Dickens 26.67 42.92 MD 807 south (Bedford Road) / Smouses Mill Road east – Cumberland MD 807 is old alignment of US 220; Smouses Mill Road is unsigned MD 807E
27.30 43.94 US 220 north – Bedford Northern terminus of US 220 in Maryland; Pennsylvania state line
1.000 mi = 1.609 km; 1.000 km = 0.621 mi

See also[edit]

References[edit]

  1. ^ a b Bureau of Public Roads (1926). United States System of Highways (Map). http://en.wikipedia.org/wiki/Image:1926us.jpg. Retrieved 2010-10-04.
  2. ^ a b c d e f Highway Information Services Division (December 31, 2013). Highway Location Reference. Maryland State Highway Administration. Retrieved 2014-07-29. 
  3. ^ Federal Highway Administration (August 2003) (PDF). National Highway System: Maryland (Map). http://www.fhwa.dot.gov/planning/nhs/maps/md/md_Maryland.pdf. Retrieved 2010-03-09.
  4. ^ a b c d Google Inc. "U.S. Route 220 in Maryland". Google Maps (Map). Cartography by Google, Inc. http://maps.google.com/maps?f=d&source=s_d&saddr=Heskett+St%2FUS-220+N&daddr=Bedford+Rd+NE%2FUS-220+N&hl=en&geocode=FTThWQIdZ_dK-w%3BFXwfXgIdDwlP-w&mra=ls&sll=39.446219,-78.968911&sspn=0.007606,0.01929&ie=UTF8&t=h&z=10. Retrieved 2010-03-09.
  5. ^ "Maryland Route Restrictions" (PDF). Maryland State Highway Administration. 2010-02-04. Retrieved 2010-03-09. 
  6. ^ Maryland Geological Survey. Map of Maryland (Map) (1910 ed.).
  7. ^ Weller, O.E.; Parran, Thomas; Miller, W.B.; Perry, John M.; Ramsay, Andrew; Smith, J. Frank (May 1916). Annual Reports of the State Roads Commission of Maryland (1912–1915 ed.). Baltimore: Maryland State Roads Commission. p. 122. Retrieved 2010-03-09. 
  8. ^ a b Zouck, Frank H.; Uhl, G. Clinton; Mudd, John F. (January 1920). Annual Reports of the State Roads Commission of Maryland (1916–1919 ed.). Baltimore: Maryland State Roads Commission. p. 18. Retrieved 2010-03-09. 
  9. ^ a b Maryland Geological Survey. Map of Maryland: Showing State Road System and State Aid Roads (Map) (1921 ed.).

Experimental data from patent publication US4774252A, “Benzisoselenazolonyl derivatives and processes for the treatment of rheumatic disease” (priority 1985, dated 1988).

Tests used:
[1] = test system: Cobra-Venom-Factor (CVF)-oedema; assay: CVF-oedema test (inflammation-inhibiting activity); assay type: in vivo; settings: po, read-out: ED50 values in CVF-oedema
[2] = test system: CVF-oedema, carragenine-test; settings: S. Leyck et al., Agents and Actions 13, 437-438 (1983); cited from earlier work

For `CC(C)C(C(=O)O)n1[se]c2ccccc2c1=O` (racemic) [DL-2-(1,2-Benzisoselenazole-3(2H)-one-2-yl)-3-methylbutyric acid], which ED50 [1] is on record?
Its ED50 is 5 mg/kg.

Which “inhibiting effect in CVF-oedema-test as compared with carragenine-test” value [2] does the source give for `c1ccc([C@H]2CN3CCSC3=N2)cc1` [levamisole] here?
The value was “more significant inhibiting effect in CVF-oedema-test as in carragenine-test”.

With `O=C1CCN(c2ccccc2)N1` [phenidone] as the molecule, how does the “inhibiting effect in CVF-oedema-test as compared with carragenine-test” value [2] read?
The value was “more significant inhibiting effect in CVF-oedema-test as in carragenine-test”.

10. ^ a b Maryland Geological Survey. Map of Maryland: Showing State Road System and State Aid Roads (Map) (1927 ed.).
  11. ^ "Hugh A. McMullen (1859-1937)". Comptroller of Maryland. Retrieved 2010-11-11. 
  12. ^ Maryland Geological Survey. Map of Maryland: Showing State Road System and State Aid Roads (Map) (1928 ed.).
  13. ^ Uhl, G. Clinton; Bruce, Howard; Shaw, John K. (October 1, 1930). Report of the State Roads Commission of Maryland (1927–1930 ed.). Baltimore: Maryland State Roads Commission. pp. 20–21. Retrieved 2010-03-09. 
  14. ^ a b "NBI Structure Number: 100000010076010". National Bridge Inventory. Retrieved 2010-10-04. 
  15. ^ a b Maryland Geological Survey. Map of Maryland Showing State Road System: State Aid Roads and Improved County Road Connections (Map) (1930 ed.).
  16. ^ United States Geological Survey. Frostburg quadrangle (Map). 1:48,000. 15 Minute Series (Topographic) (1950 ed.). http://historical.mytopo.com/quad.cfm?quadname=Frostburg&state=MD&series=15. Retrieved 2010-03-09.
  17. ^ United States Geological Survey. Keyser quadrangle (Map). 1:48,000. 15 Minute Series (Topographic) (1922 ed.). http://historical.mytopo.com/quad.cfm?quadname=Keyser&state=WV&series=15. Retrieved 2010-03-09.